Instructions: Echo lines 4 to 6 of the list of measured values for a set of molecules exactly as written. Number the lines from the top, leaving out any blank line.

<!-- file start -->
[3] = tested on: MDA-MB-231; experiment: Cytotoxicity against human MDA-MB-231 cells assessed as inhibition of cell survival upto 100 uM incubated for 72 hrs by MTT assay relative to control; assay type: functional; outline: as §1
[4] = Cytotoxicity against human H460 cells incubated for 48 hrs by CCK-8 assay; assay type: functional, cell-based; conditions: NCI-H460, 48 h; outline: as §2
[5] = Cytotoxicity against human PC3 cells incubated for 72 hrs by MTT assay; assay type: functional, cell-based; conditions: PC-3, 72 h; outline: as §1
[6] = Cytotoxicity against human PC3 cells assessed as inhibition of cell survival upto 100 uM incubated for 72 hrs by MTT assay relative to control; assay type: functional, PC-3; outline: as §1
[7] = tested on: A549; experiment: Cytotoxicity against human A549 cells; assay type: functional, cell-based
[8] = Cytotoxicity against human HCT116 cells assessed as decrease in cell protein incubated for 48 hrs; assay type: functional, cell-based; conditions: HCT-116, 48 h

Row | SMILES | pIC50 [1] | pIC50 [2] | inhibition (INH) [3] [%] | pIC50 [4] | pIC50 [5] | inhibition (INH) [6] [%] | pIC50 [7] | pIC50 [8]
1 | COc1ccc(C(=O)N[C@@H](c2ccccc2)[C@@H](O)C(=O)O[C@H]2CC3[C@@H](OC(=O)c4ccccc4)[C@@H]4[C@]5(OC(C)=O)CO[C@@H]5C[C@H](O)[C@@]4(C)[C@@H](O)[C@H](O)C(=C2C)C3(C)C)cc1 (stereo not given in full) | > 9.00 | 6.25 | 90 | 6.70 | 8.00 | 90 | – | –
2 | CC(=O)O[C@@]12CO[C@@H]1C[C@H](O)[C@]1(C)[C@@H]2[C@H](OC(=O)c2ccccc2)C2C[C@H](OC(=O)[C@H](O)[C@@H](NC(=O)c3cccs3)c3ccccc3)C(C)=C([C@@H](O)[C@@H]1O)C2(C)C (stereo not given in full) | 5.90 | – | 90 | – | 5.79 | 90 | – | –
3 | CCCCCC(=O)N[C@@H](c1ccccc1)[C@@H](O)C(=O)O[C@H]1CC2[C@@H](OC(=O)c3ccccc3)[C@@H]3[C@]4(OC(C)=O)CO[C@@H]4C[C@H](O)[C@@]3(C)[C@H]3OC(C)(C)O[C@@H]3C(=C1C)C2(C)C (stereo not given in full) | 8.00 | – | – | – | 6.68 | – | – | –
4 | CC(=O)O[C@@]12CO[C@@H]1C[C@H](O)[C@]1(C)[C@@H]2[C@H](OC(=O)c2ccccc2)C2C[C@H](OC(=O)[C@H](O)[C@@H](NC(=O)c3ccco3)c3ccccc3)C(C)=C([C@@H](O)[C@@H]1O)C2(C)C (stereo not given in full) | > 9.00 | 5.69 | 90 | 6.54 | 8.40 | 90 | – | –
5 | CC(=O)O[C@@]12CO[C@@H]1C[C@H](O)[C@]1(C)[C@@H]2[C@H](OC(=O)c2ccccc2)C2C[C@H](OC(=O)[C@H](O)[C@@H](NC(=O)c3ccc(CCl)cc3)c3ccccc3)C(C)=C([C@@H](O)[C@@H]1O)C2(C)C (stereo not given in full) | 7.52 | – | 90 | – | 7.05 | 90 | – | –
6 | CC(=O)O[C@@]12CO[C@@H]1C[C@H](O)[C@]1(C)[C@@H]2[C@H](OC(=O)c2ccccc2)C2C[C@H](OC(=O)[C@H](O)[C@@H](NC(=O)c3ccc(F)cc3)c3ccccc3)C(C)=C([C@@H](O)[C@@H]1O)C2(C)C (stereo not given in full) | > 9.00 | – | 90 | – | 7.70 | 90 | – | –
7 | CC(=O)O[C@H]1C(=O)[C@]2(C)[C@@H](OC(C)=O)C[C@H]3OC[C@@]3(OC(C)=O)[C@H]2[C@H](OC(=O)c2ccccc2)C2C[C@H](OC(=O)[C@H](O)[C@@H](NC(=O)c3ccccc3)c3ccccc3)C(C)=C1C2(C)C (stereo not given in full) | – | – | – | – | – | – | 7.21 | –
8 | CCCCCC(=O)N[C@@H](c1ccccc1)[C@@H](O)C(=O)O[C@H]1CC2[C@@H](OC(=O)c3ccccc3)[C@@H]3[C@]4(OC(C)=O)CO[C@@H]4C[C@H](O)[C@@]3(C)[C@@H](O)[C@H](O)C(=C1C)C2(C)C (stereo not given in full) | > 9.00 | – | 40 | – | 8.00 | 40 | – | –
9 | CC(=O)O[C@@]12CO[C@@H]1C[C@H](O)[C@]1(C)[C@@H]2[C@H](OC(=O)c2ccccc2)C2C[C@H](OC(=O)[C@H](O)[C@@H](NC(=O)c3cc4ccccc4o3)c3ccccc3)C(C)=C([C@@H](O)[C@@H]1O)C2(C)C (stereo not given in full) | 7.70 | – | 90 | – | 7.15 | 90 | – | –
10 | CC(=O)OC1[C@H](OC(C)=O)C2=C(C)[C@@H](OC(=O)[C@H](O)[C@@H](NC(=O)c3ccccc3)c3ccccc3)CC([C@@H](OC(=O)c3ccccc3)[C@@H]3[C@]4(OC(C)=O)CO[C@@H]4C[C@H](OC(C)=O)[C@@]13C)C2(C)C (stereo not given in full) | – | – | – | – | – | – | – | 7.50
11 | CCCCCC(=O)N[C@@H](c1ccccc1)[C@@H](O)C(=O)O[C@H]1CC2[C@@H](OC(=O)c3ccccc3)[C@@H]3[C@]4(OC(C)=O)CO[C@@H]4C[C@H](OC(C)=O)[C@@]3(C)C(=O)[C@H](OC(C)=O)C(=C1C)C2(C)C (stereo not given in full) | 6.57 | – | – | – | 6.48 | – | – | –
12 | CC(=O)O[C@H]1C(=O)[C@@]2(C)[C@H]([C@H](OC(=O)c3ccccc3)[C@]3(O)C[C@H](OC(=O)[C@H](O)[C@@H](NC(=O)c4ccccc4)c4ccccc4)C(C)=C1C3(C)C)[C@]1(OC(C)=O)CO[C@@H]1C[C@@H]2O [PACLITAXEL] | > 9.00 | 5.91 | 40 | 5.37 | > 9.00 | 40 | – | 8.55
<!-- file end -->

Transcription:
[6] = Cytotoxicity against human PC3 cells assessed as inhibition of cell survival upto 100 uM incubated for 72 hrs by MTT assay relative to control; assay type: functional, PC-3; outline: as §1
[7] = tested on: A549; experiment: Cytotoxicity against human A549 cells; assay type: functional, cell-based
[8] = Cytotoxicity against human HCT116 cells assessed as decrease in cell protein incubated for 48 hrs; assay type: functional, cell-based; conditions: HCT-116, 48 h